As an only child, I’d long accepted that I’d be my parents’ caregiver. But I thought it’d happen at 50, not 37. When my mother’s random ER visit turned into an extended, near-fatal ICU stay, I took on that role for her as well as for my father, who has dementia. Caring for him was a challenge that included making sure he was monitored 24/7 due to manic episodes, usually overnight, as a result of his dementia. In addition, I was still working and checking on my mother around-the-clock.
The future had quickly become the present.
Here’s a good time to tell you my family is awesome. I have a half-sister (my dad’s daughter who is older and was raised separately from me) in the city, and between her, my aunt and a family friend, we made it work. Still, I was the go-to person for decisions and next steps. But as the days passed, I began to feel alone and even cheated because I didn’t have a large group of siblings to consult or with whom to share the labor of caretaking, especially for my mother. And while usually one or two siblings in a family will assume most of the responsibility for parental care, there’s a distinction among siblings who share only one parent. A half-sibling may care for your parent but will not be expected to assume responsibility for him or her as their own.
My mother returned home from the hospital for a long-term recovery and immediately showed me their “business” (i.e., medical details, insurance policies, funeral arrangements, etc.). The conversation had fallen flat years before, but in that moment, I was an active participant. I wanted to know everything possible to take better care of them in the future.
As my mom was recovering, my dad was declining. The decision to admit him to a nursing facility permanently was both inevitable and necessary. We tried to keep my dad at home, following the unspoken role that “Black folks don’t put their parents in nursing homes” and our desire to take care of our loved ones ourselves. We had a revolving team of home health providers, brought in adjustable beds, and purchased home-aid equipment and items.
The unfortunate long-term effects of caregiving are emotional and physical wear and tear. If you are not a health care professional, you cannot care for someone with a progressive illness without consequences to them or yourself. The transition was exhausting. Once the pendulum swung, I felt that pang of loneliness and only-child syndrome again.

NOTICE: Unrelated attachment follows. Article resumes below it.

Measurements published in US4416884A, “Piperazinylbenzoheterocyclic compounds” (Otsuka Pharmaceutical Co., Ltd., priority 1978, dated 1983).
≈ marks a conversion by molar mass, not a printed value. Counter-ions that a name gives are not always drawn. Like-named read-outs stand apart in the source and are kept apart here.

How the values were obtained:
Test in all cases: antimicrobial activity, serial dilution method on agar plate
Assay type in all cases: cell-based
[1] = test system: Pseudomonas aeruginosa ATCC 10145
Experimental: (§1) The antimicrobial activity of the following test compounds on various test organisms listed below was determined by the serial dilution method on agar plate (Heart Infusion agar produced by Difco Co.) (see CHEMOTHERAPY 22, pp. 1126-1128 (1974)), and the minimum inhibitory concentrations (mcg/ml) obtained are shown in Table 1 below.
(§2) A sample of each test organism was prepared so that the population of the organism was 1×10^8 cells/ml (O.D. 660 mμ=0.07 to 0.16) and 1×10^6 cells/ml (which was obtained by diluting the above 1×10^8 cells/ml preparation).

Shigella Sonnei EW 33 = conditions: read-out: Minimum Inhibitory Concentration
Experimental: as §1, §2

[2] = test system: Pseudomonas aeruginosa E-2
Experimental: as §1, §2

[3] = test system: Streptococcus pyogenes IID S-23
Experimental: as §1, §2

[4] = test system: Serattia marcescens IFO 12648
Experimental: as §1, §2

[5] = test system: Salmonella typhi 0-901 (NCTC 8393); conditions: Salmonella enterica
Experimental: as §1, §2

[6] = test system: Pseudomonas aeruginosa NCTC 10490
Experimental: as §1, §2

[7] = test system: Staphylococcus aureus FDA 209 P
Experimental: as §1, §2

Then, during a phone chat, a friend offered to run errands for my parents after work, which had become my daily responsibility. “All you have to do is tell me when,” she said. My eyes watered because I’d never considered asking anyone for something so simple, yet so helpful. How much harder had things been because I was reluctant to ask friends and family for what they should do … show up?
Even though the responsibility of my parents rested solely with me, I realized I wasn’t alone and never had been. My pride and my desire to be strong kept me from embracing the village that I’d had all along through extended family and friends.
Whether it was bringing in dinner, picking up meds from the pharmacy or sitting with my dad to give me a chance to sleep in my own bed or take care of work issues, that village was there. Having them made me stronger. It made us all stronger.
The most important thing only children can do is be prepared and open to receive help. Have the hard conversations about how you will navigate long-term illness and even death with your parents now. Keep resources at your fingertips like AARP’s Prepare to Care Guide and determine your plan for support. You never know when you will need it.
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